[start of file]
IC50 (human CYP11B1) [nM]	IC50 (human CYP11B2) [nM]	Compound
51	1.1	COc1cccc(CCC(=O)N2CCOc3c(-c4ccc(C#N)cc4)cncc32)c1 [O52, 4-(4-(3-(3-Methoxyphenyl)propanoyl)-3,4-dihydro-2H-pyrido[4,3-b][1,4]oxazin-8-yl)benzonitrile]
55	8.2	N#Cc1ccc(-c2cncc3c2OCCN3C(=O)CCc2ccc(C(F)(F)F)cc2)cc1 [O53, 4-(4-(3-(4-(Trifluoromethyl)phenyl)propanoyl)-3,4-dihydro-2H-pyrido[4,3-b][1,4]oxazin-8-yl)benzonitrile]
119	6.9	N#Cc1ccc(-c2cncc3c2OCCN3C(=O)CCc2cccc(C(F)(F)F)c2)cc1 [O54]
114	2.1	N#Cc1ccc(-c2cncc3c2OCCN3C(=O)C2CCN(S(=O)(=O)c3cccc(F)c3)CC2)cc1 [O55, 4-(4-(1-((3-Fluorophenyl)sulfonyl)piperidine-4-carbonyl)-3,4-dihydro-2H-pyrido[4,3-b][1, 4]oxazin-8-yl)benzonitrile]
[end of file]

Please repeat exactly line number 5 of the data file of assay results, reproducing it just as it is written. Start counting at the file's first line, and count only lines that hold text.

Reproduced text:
114	2.1	N#Cc1ccc(-c2cncc3c2OCCN3C(=O)C2CCN(S(=O)(=O)c3cccc(F)c3)CC2)cc1 [O55, 4-(4-(1-((3-Fluorophenyl)sulfonyl)piperidine-4-carbonyl)-3,4-dihydro-2H-pyrido[4,3-b][1, 4]oxazin-8-yl)benzonitrile]